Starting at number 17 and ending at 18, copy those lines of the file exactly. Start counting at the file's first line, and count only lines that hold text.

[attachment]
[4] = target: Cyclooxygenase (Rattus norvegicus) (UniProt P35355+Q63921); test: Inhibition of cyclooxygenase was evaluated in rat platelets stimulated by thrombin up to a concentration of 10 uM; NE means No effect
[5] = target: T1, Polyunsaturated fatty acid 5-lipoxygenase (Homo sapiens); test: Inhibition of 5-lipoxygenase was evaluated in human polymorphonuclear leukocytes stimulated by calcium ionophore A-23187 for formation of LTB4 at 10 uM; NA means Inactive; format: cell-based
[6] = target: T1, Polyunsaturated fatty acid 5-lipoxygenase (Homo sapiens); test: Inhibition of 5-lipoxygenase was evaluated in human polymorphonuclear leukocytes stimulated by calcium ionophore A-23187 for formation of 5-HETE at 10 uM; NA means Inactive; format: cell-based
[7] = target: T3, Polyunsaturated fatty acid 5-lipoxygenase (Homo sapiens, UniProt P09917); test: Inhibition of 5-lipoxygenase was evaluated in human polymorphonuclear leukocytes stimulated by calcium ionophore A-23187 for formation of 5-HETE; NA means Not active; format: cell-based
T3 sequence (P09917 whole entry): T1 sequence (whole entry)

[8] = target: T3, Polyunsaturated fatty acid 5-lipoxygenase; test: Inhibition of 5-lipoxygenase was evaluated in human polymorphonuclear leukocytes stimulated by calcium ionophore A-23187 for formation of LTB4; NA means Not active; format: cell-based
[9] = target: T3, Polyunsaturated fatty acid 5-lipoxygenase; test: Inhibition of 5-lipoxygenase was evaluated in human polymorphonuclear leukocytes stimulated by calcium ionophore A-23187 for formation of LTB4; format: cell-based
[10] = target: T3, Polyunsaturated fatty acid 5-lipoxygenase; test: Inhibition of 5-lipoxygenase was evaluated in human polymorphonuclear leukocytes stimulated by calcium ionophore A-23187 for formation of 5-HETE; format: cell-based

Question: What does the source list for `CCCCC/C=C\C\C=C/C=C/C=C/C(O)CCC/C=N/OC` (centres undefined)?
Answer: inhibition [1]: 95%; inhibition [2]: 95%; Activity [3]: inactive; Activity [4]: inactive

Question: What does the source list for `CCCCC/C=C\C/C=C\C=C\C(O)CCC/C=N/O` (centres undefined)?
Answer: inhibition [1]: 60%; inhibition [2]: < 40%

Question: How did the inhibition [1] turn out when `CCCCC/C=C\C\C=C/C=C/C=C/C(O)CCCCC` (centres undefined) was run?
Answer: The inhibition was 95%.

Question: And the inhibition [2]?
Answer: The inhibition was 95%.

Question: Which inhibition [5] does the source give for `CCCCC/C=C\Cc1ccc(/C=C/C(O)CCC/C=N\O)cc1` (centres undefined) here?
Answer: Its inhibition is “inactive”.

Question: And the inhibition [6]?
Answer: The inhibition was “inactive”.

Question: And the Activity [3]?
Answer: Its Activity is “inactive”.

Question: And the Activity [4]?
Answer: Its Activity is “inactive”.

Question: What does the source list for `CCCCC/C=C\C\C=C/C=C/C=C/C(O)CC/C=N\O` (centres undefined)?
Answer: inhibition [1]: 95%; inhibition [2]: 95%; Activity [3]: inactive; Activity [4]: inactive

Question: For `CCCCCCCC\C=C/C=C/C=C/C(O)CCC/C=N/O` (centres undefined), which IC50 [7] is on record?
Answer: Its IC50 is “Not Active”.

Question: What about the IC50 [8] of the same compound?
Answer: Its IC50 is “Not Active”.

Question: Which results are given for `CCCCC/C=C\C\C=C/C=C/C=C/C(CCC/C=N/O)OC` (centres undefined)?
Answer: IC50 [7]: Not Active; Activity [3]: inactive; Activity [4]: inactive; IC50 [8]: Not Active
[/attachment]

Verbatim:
Question: Which inhibition [5] does the source give for `CCCCC/C=C\Cc1ccc(/C=C/C(O)CCC/C=N\O)cc1` (centres undefined) here?
Answer: Its inhibition is “inactive”.